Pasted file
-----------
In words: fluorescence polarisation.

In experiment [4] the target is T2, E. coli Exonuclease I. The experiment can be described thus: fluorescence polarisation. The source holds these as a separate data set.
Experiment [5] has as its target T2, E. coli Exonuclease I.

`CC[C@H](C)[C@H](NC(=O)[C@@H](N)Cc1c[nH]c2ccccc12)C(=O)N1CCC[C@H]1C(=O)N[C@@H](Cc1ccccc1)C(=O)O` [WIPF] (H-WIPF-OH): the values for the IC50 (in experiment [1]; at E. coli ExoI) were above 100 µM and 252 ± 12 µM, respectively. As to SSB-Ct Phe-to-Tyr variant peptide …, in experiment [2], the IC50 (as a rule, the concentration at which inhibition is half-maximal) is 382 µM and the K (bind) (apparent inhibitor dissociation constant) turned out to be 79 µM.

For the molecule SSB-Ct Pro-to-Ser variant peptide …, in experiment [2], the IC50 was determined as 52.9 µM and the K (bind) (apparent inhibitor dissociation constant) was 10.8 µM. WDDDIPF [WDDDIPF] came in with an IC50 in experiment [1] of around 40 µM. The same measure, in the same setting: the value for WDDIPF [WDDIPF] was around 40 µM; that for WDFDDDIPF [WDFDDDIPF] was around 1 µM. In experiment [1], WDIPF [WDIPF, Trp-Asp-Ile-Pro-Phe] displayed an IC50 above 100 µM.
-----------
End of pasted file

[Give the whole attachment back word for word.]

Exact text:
In words: fluorescence polarisation.

In experiment [4] the target is T2, E. coli Exonuclease I. The experiment can be described thus: fluorescence polarisation. The source holds these as a separate data set.
Experiment [5] has as its target T2, E. coli Exonuclease I.

`CC[C@H](C)[C@H](NC(=O)[C@@H](N)Cc1c[nH]c2ccccc12)C(=O)N1CCC[C@H]1C(=O)N[C@@H](Cc1ccccc1)C(=O)O` [WIPF] (H-WIPF-OH): the values for the IC50 (in experiment [1]; at E. coli ExoI) were above 100 µM and 252 ± 12 µM, respectively. As to SSB-Ct Phe-to-Tyr variant peptide …, in experiment [2], the IC50 (as a rule, the concentration at which inhibition is half-maximal) is 382 µM and the K (bind) (apparent inhibitor dissociation constant) turned out to be 79 µM.

For the molecule SSB-Ct Pro-to-Ser variant peptide …, in experiment [2], the IC50 was determined as 52.9 µM and the K (bind) (apparent inhibitor dissociation constant) was 10.8 µM. WDDDIPF [WDDDIPF] came in with an IC50 in experiment [1] of around 40 µM. The same measure, in the same setting: the value for WDDIPF [WDDIPF] was around 40 µM; that for WDFDDDIPF [WDFDDDIPF] was around 1 µM. In experiment [1], WDIPF [WDIPF, Trp-Asp-Ile-Pro-Phe] displayed an IC50 above 100 µM.